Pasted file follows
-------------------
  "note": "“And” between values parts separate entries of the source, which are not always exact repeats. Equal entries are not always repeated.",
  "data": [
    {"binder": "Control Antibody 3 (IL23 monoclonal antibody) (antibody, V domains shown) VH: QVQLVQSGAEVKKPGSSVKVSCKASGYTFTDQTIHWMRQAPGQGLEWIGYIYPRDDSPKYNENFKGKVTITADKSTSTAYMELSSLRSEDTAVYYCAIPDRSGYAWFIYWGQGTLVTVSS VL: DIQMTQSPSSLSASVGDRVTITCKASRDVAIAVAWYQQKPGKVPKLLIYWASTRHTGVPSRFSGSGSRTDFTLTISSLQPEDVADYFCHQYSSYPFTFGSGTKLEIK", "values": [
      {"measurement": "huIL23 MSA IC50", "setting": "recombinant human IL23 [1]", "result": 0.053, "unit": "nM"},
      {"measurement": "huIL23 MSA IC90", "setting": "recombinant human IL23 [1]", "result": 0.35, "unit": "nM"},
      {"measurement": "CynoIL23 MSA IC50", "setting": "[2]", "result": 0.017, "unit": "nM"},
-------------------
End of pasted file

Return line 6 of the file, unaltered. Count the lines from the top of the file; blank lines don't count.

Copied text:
      {"measurement": "CynoIL23 MSA IC50", "setting": "[2]", "result": 0.017, "unit": "nM"},